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    A qualitative study to identify perceptual barriers to Antiretroviral Therapy (ART) uptake and adherence in HIV positive people from UK Black African and Caribbean communities

    Glendinning, E. and Spiers, J. and Smith, Jonathan A. and Anderson, J. and Campbell, L.J. and Cooper, V. and Horne, R. (2019) A qualitative study to identify perceptual barriers to Antiretroviral Therapy (ART) uptake and adherence in HIV positive people from UK Black African and Caribbean communities. AIDS and Behavior 23 (9), pp. 2514-2521. ISSN 1573-3254.

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    Abstract

    To inform the development of interventions to increase uptake and adherence to antiretroviral therapy (ART), we explored perceptions of ART in semi-structured interviews with 52 men and women from UK black African and black Caribbean communities. Verbatim transcripts were analyzed using framework analysis. Perceptions of ART could be grouped into two categories: doubts about the personal necessity for ART and concerns about potential adverse effects. Doubts about necessity stemmed from feeling well, doubts about the efficacy of ART, religious beliefs and the belief that treatment was futile because it could not cure HIV. Concerns about adverse effects included the fear that attending HIV services and taking treatment would lead to disclosure of HIV, feeling overwhelmed at the prospect of starting treatment soon after diagnosis, fears about side effects and potential long-term effects, and physical repulsion. The findings will facilitate the development of interventions to increase uptake and adherence to ART.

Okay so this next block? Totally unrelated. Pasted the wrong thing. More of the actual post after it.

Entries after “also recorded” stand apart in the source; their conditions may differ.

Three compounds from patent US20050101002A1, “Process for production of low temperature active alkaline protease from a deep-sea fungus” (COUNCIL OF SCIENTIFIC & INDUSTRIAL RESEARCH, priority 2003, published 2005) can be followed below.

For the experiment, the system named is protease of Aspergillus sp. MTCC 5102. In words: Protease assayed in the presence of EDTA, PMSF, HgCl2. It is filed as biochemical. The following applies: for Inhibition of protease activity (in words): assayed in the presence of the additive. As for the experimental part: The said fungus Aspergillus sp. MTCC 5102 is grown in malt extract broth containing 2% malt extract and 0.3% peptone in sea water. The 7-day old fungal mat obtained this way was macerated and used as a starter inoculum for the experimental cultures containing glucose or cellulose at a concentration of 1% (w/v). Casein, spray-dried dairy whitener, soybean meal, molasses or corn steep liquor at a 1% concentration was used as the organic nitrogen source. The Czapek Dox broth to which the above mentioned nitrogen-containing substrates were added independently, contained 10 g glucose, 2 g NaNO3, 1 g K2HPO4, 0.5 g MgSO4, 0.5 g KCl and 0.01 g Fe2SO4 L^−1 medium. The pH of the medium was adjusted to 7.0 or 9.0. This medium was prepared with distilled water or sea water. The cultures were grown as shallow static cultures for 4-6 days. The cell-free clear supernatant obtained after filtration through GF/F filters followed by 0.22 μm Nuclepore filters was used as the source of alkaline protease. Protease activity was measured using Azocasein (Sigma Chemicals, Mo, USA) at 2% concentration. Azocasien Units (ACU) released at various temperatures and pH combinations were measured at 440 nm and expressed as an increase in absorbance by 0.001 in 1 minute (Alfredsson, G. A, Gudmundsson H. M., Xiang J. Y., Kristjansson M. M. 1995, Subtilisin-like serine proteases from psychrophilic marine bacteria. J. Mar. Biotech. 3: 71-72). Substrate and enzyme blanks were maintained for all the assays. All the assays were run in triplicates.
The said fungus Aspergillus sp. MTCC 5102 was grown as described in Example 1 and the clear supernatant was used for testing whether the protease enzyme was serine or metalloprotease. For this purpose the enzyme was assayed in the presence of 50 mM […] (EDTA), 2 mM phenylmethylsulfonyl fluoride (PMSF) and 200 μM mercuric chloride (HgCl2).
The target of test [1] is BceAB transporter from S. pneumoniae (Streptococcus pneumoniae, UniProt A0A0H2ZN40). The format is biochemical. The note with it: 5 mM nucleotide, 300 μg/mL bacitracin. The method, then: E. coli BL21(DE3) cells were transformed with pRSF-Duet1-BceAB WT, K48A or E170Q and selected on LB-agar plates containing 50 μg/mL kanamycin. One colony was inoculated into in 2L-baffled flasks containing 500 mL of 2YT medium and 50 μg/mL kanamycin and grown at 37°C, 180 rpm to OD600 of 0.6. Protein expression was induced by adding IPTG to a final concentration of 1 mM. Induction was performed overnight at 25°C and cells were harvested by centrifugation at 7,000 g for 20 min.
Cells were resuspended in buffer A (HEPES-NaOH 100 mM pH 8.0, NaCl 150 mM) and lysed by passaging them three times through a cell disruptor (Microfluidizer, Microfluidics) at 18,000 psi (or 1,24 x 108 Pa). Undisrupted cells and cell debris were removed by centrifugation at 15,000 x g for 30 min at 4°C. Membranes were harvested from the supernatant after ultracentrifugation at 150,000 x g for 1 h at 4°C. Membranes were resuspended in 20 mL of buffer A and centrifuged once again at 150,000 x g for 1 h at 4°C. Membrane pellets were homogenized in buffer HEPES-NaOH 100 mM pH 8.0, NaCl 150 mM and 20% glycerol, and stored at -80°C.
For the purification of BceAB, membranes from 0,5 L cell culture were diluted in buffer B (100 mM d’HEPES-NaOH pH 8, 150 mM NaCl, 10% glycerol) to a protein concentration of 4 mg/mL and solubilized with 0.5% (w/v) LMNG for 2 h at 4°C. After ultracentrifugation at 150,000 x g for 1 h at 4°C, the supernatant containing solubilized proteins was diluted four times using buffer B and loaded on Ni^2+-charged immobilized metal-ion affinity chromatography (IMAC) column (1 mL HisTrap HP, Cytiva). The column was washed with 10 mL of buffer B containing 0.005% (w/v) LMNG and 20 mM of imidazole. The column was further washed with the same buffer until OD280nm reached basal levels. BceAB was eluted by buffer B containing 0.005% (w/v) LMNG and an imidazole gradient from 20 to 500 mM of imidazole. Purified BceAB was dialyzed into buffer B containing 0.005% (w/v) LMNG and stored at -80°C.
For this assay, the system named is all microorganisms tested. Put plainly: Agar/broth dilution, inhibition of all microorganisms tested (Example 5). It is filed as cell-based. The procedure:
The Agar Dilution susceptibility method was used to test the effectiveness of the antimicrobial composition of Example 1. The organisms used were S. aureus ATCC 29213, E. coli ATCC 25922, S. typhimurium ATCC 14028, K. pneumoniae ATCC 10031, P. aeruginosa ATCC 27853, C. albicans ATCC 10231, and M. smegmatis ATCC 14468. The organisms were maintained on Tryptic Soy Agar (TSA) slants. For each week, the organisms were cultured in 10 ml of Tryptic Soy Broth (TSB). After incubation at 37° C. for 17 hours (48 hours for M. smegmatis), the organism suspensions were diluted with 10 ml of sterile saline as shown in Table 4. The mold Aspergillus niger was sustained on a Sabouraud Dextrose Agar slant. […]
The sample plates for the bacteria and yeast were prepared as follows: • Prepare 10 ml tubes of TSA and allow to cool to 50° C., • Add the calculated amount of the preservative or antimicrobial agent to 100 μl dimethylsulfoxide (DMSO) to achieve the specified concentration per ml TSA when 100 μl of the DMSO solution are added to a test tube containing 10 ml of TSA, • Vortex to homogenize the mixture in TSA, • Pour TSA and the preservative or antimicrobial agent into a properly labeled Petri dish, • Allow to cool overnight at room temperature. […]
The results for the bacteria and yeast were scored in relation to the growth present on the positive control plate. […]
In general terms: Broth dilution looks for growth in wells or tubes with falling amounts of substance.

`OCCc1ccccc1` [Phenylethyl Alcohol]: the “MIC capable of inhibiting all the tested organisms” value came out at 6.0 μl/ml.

Metadata

    Item Type: Article
    Additional Information: ** From Europe PMC via Jisc Publications Router ** History: ppub 01-09-2019. ** Licence for this article: cc by
    Keyword(s) / Subject(s): Adherence, HIV, Beliefs, Antiretroviral, Concerns, Necessity
    School: Birkbeck Schools and Departments > School of Science > Psychological Sciences
    SWORD Depositor: Mr Joe Tenant
    Depositing User: Mr Joe Tenant
    Date Deposited: 02 Dec 2019 16:52
    Last Modified: 03 Dec 2019 14:30
    URI: http://eprints.bbk.ac.uk/id/eprint/29558

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